If there are times to race erg boats the fall is probably one of them. If a coach can get her hammers to actually row well in the fall, she'll have the best of both worlds in the spring. Although you may be surprised to find that a boat of modest erg scores could do so well at HOCR, perhaps the more surprising notion is the idea that a boat pulled together a week or two before the race (as some of Pitt's competitors no doubt were) could beat a long-term crew. If boat speed = erg score (power and fitness) + technique (skill and chemistry) + heart, we know how Pittsburgh made up water on its rivals.

Look, all things equal, a bigger erg does equal a faster boat, but all things are never equal. A coach's job is to discover which things aren't equal and when a deficiency in one part of the equation is overcome by superiority in another. That's what a coach does, not a personal trainer.

One last thing - wouldn't it have been fun to see a Pitt eight, cloned from the Pitt four, race in the light eight event? Who do you think would've won that contest?


Anonymous said...

I agree that ergs don't float! My daughter, a lw junior, has left many a rower with erg scores 30 sec. better in the "dust".
At the jr. world trials prep camp, the top four fastest had some of the worse erg scores.
I think that coaches are putting way too much emphasis on the erg. Are track coaches judging their runners on their time on the tread mill?

I wish the erg would just go back to being a training tool and not a determining factor as to a rower's potential!

Anonymous said...

Yes, let’s choose our top riders for the Tour De France by putting them on stationary bikes. What other sport would do this? Rowing BC will extend invitations to JR development camps based on an ERG score to get them in the door. Meanwhile these rowers with the good ERG scores are being beat out on the water. Look at the rower, are they tall and light with big long arms? What is their potential? What this sport needs is torque meters in the ores, or simply seat race rowers. Otherwise we will continue to look over look some very fast efficient rowers.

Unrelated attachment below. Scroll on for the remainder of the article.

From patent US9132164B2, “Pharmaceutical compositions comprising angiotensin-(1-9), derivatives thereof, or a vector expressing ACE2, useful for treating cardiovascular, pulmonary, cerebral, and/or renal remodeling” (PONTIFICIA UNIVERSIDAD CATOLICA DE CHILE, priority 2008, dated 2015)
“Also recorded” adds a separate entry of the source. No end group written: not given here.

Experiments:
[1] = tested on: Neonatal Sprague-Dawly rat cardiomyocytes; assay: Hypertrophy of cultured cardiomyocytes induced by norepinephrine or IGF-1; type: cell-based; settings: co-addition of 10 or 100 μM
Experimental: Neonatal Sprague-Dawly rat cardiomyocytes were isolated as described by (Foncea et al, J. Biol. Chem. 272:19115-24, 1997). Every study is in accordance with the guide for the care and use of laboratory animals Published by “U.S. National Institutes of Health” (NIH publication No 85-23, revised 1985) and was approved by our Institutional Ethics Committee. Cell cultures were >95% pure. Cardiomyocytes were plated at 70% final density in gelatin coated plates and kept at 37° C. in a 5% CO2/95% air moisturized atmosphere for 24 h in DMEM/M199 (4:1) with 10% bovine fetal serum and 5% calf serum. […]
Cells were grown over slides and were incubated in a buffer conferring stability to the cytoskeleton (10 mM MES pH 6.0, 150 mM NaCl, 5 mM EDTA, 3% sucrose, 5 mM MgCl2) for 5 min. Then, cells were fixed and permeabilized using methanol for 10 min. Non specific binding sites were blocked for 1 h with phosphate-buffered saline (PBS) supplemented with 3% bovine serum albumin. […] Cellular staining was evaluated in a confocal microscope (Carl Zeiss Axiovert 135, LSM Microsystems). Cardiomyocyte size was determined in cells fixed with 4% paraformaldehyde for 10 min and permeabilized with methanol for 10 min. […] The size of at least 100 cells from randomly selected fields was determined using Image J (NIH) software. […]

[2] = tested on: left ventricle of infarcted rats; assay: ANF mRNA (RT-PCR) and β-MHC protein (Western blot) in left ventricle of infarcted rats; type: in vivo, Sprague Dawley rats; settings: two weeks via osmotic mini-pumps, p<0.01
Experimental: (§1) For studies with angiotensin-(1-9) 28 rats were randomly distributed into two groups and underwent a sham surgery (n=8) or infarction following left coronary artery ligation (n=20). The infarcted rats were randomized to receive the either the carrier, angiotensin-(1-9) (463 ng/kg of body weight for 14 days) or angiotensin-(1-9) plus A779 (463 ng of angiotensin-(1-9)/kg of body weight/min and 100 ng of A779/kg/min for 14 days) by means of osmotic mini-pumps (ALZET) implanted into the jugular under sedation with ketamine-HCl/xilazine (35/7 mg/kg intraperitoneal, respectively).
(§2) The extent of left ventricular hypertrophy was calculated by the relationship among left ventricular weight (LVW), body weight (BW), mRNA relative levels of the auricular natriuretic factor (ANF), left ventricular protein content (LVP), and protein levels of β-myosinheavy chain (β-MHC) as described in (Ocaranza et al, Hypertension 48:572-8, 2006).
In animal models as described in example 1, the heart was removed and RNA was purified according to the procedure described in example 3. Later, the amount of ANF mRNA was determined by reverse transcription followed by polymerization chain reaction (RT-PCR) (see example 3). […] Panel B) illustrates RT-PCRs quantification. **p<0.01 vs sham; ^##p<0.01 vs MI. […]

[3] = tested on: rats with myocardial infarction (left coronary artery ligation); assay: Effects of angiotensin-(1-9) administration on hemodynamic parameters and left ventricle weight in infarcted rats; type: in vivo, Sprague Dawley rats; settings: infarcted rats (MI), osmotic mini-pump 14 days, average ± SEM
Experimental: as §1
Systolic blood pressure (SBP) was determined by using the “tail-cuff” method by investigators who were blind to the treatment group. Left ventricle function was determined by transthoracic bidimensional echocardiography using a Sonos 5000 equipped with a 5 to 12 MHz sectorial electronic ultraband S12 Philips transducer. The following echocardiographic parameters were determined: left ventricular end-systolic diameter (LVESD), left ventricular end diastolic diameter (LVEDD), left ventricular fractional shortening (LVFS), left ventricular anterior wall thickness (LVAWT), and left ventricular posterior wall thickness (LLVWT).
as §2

Jenny said...

I agree whole-heartedly with this post. Not only does the erg not represent technique or finesse on the water, there's no competition to heat things up. I know many a rower who performs average on the erg but will rise to the occasion in a head race. For the fall season, my coach is currently boating the top 8 weighted erg scores, which opens up a whole other can of worms on whether or not that's going to give you the fastest boat. But I think for the sake of motivating the guys to give their all on the erg, weighted scores will get the smaller guys to work hard and push the bigger guys to work all the harder. I'm not sure what my coach's plan are for boating the varsity 8 in spring, but I have a feeling it may be erg-related, which could be a cause for concern. Then again, a coach's job isn't easy. I don't really blame him for using the ergs as a tool in seating boats. It's quite a complex process to boat an 8. Seat racing is imperfect, some guys work better with other guys, erg scores aren't tell-all machines, and some days, some guys just don't want to pull. But I do agree with you that some coaches are acting less and less like true rowing coaches and more like personal trainers. Rowing is an art and I think that some coaches and rowers are forgetting that.